I'm sure I am forgetting other things that can jeopardize breastfeeding. Feel free to post yours in the comments and I will update this list.

GETTING STARTED:
When you start breastfeeding, it may be reassuring to you if you use a feeding log, like this one to record feedings and diapers. This log shows you how many wet/dirty diapers you need to see on each day so that you'll feel confident that your baby is getting enough.


If you are already supplementing, with either pumped breastmilk or with formula and you want to return to exclusively breastfeeding, you can use this log to wean off supplements (with the okay from your lactation consultant or pediatrician.)


Here is a great handout on feeding the breastfed baby a bottle, this is helpful if you will be working, or need to leave the baby with a sitter.


If you are trying to increase your milk supply here are some ways you can do that, keep in mind that the feel of the breast, the behavior of your baby, the frequency of nursing, the sensation of let-down, or the amount you pump are not valid ways to determine if you have enough milk for your baby. Checking wet & dirty diaper counts will determine if your baby is getting enough milk.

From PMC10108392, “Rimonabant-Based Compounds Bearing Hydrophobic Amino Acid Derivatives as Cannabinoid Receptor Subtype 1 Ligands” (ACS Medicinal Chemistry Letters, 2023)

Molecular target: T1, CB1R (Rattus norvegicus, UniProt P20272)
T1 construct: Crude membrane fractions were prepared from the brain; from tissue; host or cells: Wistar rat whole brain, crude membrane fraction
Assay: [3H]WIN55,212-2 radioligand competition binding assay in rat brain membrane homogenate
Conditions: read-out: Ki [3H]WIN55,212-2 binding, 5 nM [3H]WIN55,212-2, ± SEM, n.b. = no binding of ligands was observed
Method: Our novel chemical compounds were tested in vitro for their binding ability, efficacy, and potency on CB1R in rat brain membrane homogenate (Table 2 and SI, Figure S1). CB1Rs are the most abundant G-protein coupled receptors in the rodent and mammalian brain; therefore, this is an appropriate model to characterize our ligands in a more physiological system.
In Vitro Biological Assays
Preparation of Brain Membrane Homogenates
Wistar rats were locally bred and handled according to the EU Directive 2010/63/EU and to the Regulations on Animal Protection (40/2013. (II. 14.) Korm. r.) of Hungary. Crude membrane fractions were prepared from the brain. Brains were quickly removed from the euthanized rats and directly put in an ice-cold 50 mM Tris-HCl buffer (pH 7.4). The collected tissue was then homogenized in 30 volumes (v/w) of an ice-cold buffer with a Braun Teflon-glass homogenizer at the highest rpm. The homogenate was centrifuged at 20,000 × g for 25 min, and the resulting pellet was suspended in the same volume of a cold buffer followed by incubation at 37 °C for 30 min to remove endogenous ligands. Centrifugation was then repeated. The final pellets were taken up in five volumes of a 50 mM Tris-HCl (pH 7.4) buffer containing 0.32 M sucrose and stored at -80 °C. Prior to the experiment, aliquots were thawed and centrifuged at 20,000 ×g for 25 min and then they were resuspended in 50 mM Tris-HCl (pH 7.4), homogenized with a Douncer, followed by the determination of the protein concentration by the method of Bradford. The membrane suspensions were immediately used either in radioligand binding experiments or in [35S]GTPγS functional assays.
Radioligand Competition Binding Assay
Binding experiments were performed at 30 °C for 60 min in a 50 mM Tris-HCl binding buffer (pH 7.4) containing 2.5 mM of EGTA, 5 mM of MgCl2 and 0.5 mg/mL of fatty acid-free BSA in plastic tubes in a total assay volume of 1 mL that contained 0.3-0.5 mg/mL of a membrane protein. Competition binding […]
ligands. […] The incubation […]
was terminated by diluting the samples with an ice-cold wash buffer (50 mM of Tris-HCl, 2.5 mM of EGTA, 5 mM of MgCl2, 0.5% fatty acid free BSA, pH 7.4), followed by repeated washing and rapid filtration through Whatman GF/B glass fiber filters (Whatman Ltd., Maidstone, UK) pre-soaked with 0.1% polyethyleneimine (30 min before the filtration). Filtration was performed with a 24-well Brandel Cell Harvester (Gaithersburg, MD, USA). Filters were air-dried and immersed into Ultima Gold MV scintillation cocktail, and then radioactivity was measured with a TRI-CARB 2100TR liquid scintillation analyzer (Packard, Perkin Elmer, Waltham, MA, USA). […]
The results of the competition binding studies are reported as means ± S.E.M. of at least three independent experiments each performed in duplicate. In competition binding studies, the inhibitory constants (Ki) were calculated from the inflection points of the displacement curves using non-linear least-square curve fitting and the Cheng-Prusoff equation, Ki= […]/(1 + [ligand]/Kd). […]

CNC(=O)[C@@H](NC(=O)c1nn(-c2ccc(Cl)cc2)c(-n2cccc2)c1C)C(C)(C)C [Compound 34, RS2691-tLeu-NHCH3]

Increasing your milk supply from kellymom.com:
Milk production is a demand & supply process. If you need to increase milk supply, it's important to understand how milk is made - understanding this will help you to do the right things to increase production. To speed milk production and increase overall milk supply, the key is to remove more milk from the breast and to do this frequently, so that less milk accumulates in the breast between feedings.